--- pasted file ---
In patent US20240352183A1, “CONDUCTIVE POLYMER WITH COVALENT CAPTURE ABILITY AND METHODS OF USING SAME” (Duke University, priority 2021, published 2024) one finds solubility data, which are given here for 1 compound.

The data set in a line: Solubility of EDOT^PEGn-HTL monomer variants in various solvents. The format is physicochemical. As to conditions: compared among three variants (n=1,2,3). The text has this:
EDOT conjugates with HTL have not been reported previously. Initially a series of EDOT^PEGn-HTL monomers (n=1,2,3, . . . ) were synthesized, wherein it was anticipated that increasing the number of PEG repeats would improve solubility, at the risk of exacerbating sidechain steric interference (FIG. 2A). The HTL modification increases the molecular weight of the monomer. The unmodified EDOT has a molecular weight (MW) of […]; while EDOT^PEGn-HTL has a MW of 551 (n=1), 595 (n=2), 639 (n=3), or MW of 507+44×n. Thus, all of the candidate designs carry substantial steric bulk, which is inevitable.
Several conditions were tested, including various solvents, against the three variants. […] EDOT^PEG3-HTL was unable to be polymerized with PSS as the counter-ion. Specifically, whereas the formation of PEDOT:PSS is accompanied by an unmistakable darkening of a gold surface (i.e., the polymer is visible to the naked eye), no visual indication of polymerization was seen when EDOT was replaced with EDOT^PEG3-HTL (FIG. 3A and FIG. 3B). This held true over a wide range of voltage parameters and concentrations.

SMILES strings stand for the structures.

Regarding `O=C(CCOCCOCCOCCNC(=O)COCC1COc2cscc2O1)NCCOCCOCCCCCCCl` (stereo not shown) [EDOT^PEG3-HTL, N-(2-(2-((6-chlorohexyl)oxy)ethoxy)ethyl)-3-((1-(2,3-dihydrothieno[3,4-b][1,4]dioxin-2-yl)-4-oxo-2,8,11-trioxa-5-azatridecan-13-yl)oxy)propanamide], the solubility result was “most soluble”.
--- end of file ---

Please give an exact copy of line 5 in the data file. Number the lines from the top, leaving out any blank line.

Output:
SMILES strings stand for the structures.